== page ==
Wednesday, July 22, 2009

Clinton’s Burma Message

The Irrawaddy News

Hillary Clinton’s message to Burma was loud and clear, but it is still unclear what direction exactly the US will take in trying to engage the troubled country.

Upon arriving in Bangkok, the latest troubles in Burma were waiting for the US secretary of state to comment on.

However, Burma is no stranger to Clinton, since her husband, former President Bill Clinton, was the first world leader to impose economic sanctions on Burma in 1997. Today, Burma is still the region’s recalcitrant, rogue regime, regularly putting its allies and partners in the hot seat of world opinion.

Clinton said that the US is deeply concerned by the reports of continuing human rights abuses in Burma, and particularly by actions that are attributed to the Burmese military concerning the rape and abuse of young women.

It was anticipated that the US would condemn Burma’s poor human rights record, the ongoing Aung San Suu Kyi trial and the slow process of democratization. But the abuse of women’s rights was a new message on Clinton’s part.

Also, she highlighted the growing military ties between Burma and North Korea. Before her arrival, there were persistent reports of Burma’s secret military mission to North Korea and Burma’s keen interest in buying ballistic missiles.

“Now, we know that there are also growing concerns about military cooperation between North Korea and Burma, which we take very seriously,” Clinton said. “It would be destabilizing for the region. It would pose a direct threat to Burma’s neighbors.”

Her remarks won’t go down well with Burma’s main backers, China and Russia, who insist that Burma doesn’t pose a direct threat to regional peace and security.

The leaked 37-page document with photographs of the regime’s No 3 man, Gen Shwe Mann, who made a secret mission to Pyongyang in November via China, evidently show that the clandestine military ties between the two nations are well-advanced.

Informed sources confirmed that US and Japan intelligence agencies had been well-informed about Burma’s secret mission to North Korea long before the story broke in the exiled media.

Last month, Japanese police arrested a North Korean and two Japanese nationals for allegedly trying to export a magnetic measuring device to Burma that could be used in missile development.

In any case, Clinton’s clearly worded message will definitely set off alarm bells in Naypyidaw. It’s also known that the paranoid generals have sought advice from North Korea to build tunnels and military facilities in case of a foreign invasion or proxy war. The military regime is actively seeking jet fighters, sophisticated air defense systems and anti-aircraft, in order to have top-line defensive and offensive military weapons. The leaked document led to the arrest of several Burmese civilians and military officials by the authorities. (JEG's: so there is some truth after all in the rumour otherwise there would be no need for arrests...)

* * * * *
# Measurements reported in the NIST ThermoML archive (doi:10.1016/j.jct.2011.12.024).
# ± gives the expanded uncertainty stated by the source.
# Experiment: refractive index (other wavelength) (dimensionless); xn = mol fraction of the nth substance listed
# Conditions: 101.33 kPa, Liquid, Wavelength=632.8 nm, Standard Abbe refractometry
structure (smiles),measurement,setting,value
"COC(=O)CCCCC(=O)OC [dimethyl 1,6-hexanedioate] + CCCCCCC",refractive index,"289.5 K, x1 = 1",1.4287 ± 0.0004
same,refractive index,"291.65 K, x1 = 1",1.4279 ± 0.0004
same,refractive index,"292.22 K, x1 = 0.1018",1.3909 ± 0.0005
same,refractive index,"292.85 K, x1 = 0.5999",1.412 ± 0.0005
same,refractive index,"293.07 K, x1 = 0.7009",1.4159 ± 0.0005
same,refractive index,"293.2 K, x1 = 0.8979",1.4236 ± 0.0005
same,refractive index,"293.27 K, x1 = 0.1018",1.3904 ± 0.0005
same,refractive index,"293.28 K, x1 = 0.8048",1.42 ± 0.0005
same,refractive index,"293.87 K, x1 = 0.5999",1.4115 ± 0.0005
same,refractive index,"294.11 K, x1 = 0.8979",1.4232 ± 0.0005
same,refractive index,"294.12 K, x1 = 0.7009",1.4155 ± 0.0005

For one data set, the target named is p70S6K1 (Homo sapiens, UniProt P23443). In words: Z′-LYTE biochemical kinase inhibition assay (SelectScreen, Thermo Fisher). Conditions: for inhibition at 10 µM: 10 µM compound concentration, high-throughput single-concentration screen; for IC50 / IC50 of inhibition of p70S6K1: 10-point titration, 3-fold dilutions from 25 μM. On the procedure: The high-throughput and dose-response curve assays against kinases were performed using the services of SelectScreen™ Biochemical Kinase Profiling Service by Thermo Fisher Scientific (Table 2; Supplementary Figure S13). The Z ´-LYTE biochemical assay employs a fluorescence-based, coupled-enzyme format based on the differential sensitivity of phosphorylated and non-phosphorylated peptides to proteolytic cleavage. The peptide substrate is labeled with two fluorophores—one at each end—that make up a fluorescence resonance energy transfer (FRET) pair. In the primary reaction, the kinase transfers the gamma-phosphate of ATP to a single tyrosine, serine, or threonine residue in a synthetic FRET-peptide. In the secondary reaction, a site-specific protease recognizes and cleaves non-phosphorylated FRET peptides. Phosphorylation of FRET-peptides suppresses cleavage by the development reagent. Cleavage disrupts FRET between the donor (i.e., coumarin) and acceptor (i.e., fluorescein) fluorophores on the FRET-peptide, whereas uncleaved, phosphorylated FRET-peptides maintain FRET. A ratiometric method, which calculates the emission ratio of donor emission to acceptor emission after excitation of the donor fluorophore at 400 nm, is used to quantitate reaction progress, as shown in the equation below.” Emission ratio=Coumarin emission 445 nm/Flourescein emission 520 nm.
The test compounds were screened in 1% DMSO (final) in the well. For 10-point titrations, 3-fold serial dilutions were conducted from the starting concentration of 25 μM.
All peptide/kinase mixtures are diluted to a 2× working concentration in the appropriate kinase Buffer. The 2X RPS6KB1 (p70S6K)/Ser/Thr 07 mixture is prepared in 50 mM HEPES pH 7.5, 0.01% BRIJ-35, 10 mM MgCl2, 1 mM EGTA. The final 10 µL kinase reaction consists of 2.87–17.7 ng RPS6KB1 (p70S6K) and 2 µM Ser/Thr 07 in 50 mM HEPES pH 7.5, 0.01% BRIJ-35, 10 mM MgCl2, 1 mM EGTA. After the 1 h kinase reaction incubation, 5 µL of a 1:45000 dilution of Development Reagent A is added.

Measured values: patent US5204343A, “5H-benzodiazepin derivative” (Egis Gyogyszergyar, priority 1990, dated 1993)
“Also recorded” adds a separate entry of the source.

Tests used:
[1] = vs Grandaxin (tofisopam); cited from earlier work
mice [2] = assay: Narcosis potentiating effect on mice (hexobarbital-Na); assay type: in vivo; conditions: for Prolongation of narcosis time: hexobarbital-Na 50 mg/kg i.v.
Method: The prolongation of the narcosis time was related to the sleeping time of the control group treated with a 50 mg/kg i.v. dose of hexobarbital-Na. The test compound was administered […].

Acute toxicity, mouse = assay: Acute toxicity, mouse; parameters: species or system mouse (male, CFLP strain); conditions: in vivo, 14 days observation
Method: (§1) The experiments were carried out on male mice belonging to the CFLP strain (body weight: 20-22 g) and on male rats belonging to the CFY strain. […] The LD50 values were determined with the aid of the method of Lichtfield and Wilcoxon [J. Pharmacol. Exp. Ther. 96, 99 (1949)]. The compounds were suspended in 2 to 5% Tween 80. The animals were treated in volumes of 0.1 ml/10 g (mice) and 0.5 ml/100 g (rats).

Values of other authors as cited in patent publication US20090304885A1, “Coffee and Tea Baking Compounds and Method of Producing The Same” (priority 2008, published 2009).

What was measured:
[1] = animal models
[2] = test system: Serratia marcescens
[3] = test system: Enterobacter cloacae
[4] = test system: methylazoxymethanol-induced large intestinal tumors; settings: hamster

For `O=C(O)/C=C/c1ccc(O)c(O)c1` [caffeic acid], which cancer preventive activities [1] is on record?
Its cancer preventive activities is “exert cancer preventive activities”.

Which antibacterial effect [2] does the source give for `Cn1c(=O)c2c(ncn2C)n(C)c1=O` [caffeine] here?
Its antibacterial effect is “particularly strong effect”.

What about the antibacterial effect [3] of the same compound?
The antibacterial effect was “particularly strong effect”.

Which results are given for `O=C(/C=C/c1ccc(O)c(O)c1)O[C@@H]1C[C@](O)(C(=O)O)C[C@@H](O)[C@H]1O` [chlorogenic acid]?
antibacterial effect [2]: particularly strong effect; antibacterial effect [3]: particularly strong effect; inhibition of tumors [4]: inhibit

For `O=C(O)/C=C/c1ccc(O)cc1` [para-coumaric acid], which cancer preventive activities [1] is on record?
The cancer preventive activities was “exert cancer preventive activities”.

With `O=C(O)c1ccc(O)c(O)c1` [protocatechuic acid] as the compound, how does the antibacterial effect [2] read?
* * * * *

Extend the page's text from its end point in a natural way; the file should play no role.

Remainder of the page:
US strong advocate for democracy

Since the current regime came into power in the bloody coup of 1988, the US has been a strong ally of Burma’s democracy movement and political opposition groups.

Under President Barack Obama, US policy on Burma is undergoing a review. State Department officials said that the ongoing trial of Aung San Suu Kyi will affect the policy review. It is predicated that the new policy will be mixture of carrots and sticks. The US would like to exercise more diplomatic leverage to engage the hermit-like regime while maintaining targeted sanctions as sticks. The US is also interested in developing a more concentrated regional approach, involving the key countries in Southeast Asia.

Skeptics say that since the regime has little interest in engagement with the West, it will be difficult to depart from the previous policy adopted by the Bush administration.

Perhaps hopefully, it was once believed that the generals might want to seek a more normal relationship with the West, since Obama came into power. However, the ongoing bizarre trial of Suu Kyi and the North Korean military connection doesn’t go down well with the US, the EU or most Asean countries.

That doesn’t leave the US or other countries much room to try to normalize the relationship.

In the past, the absence of active US engagement in trying to solve the complicated problems of the region has paved the way for China’s rise in influence. China is Burma’s and North Korea’s major ally.

Thus, aside from Burma, the good news is Clinton’s broader message that the US is ready to resume an active leadership role, working in cooperation with Asian nations.

Clinton is already offering little carrots. Unlike former President Bush who called Burmese leaders tyrants, Clinton’s message to the generals was mixed.

“Our position is that we are willing to have a more productive partnership with Burma if they take steps that are self-evident,” she said.

It’s unlikely the generals will follow-up on Clinton’s offer, even though they are listening carefully.

Clinton’s concern about the growing military ties between Burma and North Korea is well noted.

Dealing with the generals is like dealing with an infectious disease that could spread quickly—often it is hard to prescribe the right treatment—and nobody can predict the outcome.

The international community must work together to find the right prescription that will cure Burma’s ills. The danger is that its problems not only affect it, but they could spill over and infect the entire region.

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